The good news just keeps flowing — like electricity from a renewables-infused grid — for electric-auto maker Tesla Motors.
Consumer Reports just gave the Tesla Model S Sedan its highest-ever score for an automobile. The glowing review and sky-high score of 99 out of 100 came in the same week that the 10-year-old auto manufacturer enjoyed its first profitable quarter.
Some highlights from the breathless review:
This electric luxury sports car, built by a small automaker based in Palo Alto, Calif., is brimming with innovation, delivers world-class performance, and is interwoven throughout with impressive attention to detail. It’s what Marty McFly might have brought back in place of his DeLorean in “Back to the Future.” The sum total of that effort has earned the Model S the highest score in our Ratings: 99 out of 100. That is far ahead of such direct competitors as the gas-powered Porsche Panamera (84) and the Fisker Karma plug-in hybrid (57).
The Tesla rivets your attention from the start. Simply touching the flush aluminum door handles causes them to slide outward, welcoming you inside. … And as you dip into the throttle, you experience a silent yet potent surge of power that will make many sports cars weep with envy.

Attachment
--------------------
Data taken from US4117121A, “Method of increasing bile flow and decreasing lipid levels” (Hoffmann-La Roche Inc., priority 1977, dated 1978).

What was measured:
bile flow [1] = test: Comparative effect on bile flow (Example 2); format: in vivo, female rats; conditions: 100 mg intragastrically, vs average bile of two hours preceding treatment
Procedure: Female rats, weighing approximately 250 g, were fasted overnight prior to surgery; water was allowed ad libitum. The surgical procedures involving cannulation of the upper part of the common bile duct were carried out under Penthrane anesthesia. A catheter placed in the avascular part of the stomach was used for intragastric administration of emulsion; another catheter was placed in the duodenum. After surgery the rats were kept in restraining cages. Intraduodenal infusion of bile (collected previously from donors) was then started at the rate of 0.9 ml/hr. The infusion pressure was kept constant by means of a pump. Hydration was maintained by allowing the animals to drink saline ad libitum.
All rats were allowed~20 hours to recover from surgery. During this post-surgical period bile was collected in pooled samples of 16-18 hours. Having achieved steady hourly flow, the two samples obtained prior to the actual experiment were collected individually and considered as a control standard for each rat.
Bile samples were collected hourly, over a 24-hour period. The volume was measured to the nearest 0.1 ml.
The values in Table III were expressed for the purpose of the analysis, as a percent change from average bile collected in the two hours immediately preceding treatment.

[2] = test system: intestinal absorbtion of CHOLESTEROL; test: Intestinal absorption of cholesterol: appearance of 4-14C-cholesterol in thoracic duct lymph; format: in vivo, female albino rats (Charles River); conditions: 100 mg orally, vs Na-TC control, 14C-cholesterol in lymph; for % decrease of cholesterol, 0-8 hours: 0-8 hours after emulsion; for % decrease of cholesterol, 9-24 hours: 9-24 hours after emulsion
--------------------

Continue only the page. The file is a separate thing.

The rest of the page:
Meanwhile, Nissan’s all-electric Leaf recently received a “Top Safety Pick” rating from the Insurance Institute for Highway Safety. From Green Car Reports:
A host of safety features, including dual-stage supplemental front air bags with seat belt sensors, side air bags, curtain side impact air bags for front and rear passengers, child safety rear door locks, Vehicle Dynamic Control (VDC) and Traction Control System (TCS) all contributed the the model’s score — and all are standard on the 2013 Leaf.
“Driver and passenger safety are top priorities for Nissan and the ‘Top Safety Pick’ designation by IIHS reflects the design and innovation that have gone into this car to make it a practical, no-compromise electric vehicle,” explained Erik Gottfried, Nissan’s director of electric vehicle sales and marketing.
It’s clear that electric-car makers aren’t just swapping out internal combustion engines for batteries — they’re putting in the extra effort to truly reimagine a new generation of American automobiles.